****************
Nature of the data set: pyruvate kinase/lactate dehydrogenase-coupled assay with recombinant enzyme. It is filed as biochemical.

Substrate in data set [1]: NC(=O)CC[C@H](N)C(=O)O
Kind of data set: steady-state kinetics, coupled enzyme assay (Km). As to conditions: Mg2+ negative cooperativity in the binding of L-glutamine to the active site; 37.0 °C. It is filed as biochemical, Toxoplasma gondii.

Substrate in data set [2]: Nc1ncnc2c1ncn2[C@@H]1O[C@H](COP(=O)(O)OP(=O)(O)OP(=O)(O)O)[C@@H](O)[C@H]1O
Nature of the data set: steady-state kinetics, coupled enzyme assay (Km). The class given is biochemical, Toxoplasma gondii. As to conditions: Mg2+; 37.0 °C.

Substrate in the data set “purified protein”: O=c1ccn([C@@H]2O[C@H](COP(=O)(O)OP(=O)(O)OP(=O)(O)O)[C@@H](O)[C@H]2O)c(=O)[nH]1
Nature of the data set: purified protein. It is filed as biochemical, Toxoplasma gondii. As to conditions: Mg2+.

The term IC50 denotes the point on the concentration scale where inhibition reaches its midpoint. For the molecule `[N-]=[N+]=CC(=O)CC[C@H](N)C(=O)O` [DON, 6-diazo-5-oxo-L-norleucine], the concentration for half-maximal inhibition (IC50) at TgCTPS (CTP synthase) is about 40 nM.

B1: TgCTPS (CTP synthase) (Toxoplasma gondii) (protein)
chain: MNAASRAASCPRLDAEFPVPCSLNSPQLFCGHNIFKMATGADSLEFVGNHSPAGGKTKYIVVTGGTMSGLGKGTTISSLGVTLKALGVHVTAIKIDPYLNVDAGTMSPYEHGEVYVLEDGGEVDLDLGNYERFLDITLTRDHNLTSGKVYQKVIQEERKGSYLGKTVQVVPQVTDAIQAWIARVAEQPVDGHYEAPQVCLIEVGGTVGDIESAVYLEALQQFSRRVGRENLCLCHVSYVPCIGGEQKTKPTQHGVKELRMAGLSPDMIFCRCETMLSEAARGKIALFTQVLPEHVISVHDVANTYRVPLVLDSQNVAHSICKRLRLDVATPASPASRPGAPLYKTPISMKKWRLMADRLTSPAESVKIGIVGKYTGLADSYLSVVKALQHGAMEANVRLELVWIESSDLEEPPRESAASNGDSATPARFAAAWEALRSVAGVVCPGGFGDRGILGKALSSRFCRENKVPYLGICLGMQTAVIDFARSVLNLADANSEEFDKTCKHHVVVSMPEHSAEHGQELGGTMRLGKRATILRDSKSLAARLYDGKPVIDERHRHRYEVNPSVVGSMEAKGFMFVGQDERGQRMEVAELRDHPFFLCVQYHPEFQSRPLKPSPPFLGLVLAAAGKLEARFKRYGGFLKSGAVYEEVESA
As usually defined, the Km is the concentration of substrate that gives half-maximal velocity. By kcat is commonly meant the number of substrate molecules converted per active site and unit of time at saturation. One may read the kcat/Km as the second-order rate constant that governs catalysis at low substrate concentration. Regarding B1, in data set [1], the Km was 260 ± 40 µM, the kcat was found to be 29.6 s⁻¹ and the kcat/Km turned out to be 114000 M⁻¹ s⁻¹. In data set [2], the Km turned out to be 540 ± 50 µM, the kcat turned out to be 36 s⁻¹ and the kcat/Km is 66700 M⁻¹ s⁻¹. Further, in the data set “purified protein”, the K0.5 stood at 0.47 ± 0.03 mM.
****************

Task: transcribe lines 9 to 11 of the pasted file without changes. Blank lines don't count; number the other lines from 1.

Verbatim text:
B1: TgCTPS (CTP synthase) (Toxoplasma gondii) (protein)
chain: MNAASRAASCPRLDAEFPVPCSLNSPQLFCGHNIFKMATGADSLEFVGNHSPAGGKTKYIVVTGGTMSGLGKGTTISSLGVTLKALGVHVTAIKIDPYLNVDAGTMSPYEHGEVYVLEDGGEVDLDLGNYERFLDITLTRDHNLTSGKVYQKVIQEERKGSYLGKTVQVVPQVTDAIQAWIARVAEQPVDGHYEAPQVCLIEVGGTVGDIESAVYLEALQQFSRRVGRENLCLCHVSYVPCIGGEQKTKPTQHGVKELRMAGLSPDMIFCRCETMLSEAARGKIALFTQVLPEHVISVHDVANTYRVPLVLDSQNVAHSICKRLRLDVATPASPASRPGAPLYKTPISMKKWRLMADRLTSPAESVKIGIVGKYTGLADSYLSVVKALQHGAMEANVRLELVWIESSDLEEPPRESAASNGDSATPARFAAAWEALRSVAGVVCPGGFGDRGILGKALSSRFCRENKVPYLGICLGMQTAVIDFARSVLNLADANSEEFDKTCKHHVVVSMPEHSAEHGQELGGTMRLGKRATILRDSKSLAARLYDGKPVIDERHRHRYEVNPSVVGSMEAKGFMFVGQDERGQRMEVAELRDHPFFLCVQYHPEFQSRPLKPSPPFLGLVLAAAGKLEARFKRYGGFLKSGAVYEEVESA
As usually defined, the Km is the concentration of substrate that gives half-maximal velocity. By kcat is commonly meant the number of substrate molecules converted per active site and unit of time at saturation. One may read the kcat/Km as the second-order rate constant that governs catalysis at low substrate concentration. Regarding B1, in data set [1], the Km was 260 ± 40 µM, the kcat was found to be 29.6 s⁻¹ and the kcat/Km turned out to be 114000 M⁻¹ s⁻¹. In data set [2], the Km turned out to be 540 ± 50 µM, the kcat turned out to be 36 s⁻¹ and the kcat/Km is 66700 M⁻¹ s⁻¹. Further, in the data set “purified protein”, the K0.5 stood at 0.47 ± 0.03 mM.